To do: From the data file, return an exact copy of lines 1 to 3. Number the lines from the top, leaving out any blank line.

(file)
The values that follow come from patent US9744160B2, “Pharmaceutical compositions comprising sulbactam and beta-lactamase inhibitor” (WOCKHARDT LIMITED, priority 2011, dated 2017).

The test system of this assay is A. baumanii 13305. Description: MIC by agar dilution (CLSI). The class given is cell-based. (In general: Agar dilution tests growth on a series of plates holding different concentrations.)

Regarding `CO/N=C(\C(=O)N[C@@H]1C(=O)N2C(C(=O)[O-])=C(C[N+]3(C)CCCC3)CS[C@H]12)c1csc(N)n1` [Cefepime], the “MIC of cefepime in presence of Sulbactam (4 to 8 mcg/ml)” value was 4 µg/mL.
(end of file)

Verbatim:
The values that follow come from patent US9744160B2, “Pharmaceutical compositions comprising sulbactam and beta-lactamase inhibitor” (WOCKHARDT LIMITED, priority 2011, dated 2017).

The test system of this assay is A. baumanii 13305. Description: MIC by agar dilution (CLSI). The class given is cell-based. (In general: Agar dilution tests growth on a series of plates holding different concentrations.)

Regarding `CO/N=C(\C(=O)N[C@@H]1C(=O)N2C(C(=O)[O-])=C(C[N+]3(C)CCCC3)CS[C@H]12)c1csc(N)n1` [Cefepime], the “MIC of cefepime in presence of Sulbactam (4 to 8 mcg/ml)” value was 4 µg/mL.